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PLoS One. 2012;7(2):e32399. doi: 10.1371/journal.pone.0032399. Epub 2012 Feb 28.

How well do randomized trials inform decision making: systematic review using comparative effectiveness research measures on acupuncture for back pain.

Author information

  • 1University of Maryland School of Medicine, Center for Integrative Medicine, Baltimore, Maryland, United States of America. claudia.witt@charite.de

Abstract

BACKGROUND:

For Comparative Effectiveness Research (CER) there is a need to develop scales for appraisal of available clinical research. Aims were to 1) test the feasibility of applying the pragmatic-explanatory continuum indicator summary tool and the six CER defining characteristics of the Institute of Medicine to RCTs of acupuncture for treatment of low back pain, and 2) evaluate the extent to which the evidence from these RCTs is relevant to clinical and health policy decision making.

METHODS:

We searched Medline, the AcuTrials™ Database to February 2011 and reference lists and included full-report randomized trials in English that compared needle acupuncture with a conventional treatment in adults with non-specific acute and/or chronic low back pain and restricted to those with ≥30 patients in the acupuncture group. Papers were evaluated by 5 raters.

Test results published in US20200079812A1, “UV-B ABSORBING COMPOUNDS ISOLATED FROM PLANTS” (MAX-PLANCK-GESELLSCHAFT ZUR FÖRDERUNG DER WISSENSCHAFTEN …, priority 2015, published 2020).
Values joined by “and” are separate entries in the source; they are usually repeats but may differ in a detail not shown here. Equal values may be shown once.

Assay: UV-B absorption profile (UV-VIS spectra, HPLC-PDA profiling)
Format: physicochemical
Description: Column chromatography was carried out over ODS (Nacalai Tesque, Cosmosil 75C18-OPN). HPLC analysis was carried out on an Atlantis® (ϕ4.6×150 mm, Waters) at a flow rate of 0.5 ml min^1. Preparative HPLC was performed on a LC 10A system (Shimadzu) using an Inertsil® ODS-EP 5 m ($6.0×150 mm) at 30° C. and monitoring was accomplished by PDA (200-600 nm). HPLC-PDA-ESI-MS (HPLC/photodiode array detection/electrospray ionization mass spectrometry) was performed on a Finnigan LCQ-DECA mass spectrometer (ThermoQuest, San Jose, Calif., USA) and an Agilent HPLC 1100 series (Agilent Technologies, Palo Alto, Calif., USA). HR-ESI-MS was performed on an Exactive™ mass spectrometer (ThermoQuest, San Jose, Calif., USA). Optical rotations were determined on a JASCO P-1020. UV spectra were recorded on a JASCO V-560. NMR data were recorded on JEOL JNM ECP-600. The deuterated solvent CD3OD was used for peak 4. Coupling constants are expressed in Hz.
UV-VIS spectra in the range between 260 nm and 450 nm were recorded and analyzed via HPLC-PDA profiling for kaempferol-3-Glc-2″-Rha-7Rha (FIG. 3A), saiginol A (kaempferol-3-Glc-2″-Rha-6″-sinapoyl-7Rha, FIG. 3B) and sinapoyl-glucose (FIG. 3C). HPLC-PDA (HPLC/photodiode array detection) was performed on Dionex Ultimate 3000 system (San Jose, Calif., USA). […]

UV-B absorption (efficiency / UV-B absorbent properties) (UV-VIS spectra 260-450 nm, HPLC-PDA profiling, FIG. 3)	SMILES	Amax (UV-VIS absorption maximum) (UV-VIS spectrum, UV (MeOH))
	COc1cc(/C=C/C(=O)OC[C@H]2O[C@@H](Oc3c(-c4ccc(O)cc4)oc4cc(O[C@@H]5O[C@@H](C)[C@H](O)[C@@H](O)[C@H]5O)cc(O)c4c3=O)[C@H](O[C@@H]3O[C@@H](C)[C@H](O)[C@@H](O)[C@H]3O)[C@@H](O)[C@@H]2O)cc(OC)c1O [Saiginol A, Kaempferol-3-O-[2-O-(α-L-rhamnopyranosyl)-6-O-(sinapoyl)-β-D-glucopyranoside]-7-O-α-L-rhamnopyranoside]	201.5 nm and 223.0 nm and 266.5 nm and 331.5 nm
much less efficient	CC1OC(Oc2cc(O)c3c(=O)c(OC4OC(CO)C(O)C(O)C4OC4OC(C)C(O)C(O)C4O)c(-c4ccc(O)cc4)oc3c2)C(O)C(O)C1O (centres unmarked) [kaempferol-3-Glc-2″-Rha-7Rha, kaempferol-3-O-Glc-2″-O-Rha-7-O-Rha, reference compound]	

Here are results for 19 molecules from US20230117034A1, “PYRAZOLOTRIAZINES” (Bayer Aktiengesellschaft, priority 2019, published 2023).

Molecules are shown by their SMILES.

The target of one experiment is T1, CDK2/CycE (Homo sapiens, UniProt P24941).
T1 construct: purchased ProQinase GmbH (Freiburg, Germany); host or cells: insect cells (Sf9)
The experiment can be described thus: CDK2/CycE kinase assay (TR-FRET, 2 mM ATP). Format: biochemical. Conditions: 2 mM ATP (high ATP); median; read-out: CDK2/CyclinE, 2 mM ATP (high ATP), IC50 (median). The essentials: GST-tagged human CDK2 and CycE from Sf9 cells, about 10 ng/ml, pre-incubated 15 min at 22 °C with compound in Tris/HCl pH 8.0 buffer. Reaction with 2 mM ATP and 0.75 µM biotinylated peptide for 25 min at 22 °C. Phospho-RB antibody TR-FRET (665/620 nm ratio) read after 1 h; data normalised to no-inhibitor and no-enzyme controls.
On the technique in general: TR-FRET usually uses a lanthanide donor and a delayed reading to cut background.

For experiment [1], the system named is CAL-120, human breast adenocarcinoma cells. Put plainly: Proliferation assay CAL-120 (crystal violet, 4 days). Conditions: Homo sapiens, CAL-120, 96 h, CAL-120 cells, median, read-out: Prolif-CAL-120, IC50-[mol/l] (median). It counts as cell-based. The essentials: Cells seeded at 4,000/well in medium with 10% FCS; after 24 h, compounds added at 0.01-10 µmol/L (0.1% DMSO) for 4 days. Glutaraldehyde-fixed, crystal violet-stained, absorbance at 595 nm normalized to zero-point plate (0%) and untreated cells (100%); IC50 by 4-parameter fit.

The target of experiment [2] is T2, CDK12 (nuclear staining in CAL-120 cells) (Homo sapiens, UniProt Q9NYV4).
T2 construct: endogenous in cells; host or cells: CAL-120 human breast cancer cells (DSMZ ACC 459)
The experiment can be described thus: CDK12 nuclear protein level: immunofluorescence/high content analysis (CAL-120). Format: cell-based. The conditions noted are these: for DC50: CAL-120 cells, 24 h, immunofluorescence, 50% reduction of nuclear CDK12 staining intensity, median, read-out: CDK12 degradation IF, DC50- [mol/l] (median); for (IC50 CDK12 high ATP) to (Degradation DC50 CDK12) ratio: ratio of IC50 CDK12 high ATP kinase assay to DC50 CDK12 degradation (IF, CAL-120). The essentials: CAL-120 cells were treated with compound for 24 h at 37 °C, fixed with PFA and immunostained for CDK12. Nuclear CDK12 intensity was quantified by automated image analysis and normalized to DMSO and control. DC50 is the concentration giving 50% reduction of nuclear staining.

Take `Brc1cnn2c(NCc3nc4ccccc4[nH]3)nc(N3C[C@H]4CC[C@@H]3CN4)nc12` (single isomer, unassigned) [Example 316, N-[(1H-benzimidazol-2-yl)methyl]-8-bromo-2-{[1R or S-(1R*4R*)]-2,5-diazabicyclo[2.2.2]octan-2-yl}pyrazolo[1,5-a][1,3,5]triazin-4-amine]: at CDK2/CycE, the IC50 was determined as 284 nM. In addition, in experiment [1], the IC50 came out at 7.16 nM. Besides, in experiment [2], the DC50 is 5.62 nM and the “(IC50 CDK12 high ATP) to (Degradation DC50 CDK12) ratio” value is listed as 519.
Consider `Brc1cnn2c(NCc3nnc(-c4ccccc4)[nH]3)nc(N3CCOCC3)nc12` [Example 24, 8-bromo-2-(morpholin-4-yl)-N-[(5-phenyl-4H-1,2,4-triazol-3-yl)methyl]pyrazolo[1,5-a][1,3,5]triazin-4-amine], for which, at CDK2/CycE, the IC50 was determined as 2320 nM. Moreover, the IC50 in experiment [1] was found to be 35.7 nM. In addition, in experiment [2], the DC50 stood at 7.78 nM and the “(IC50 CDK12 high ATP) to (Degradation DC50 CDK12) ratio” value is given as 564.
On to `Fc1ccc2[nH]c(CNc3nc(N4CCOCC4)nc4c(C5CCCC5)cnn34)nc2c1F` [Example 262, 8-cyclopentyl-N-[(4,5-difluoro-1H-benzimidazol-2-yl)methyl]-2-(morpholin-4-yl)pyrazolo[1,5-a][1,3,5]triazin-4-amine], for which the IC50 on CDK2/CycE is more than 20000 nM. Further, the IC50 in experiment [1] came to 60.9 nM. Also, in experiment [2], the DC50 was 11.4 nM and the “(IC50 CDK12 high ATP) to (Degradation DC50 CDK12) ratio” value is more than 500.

PRINCIPAL FINDINGS:

From 119 abstracts, 44 full-text publications were screened and 10 trials (4,901 patients) were evaluated. Due to missing information and initial difficulties in operationalizing the scoring items, the first scoring revealed inter-rater and inter-item variance (intraclass correlations 0.02-0.60), which improved after consensus discussions to 0.20-1.00. The 10 trials were found to cover the efficacy-effectiveness continuum; those with more flexible acupuncture and no placebo control scored closer to effectiveness.

CONCLUSION:

Both instruments proved useful, but need further development. In addition, CONSORT guidelines for reporting pragmatic trials should be expanded. Most studies in this review already reflect the movement towards CER and similar approaches can be taken to evaluate comparative effectiveness relevance of RCTs for other treatments.

PMID:
22389699
[PubMed - indexed for MEDLINE]
PMCID:
PMC3289651
Free PMC Article

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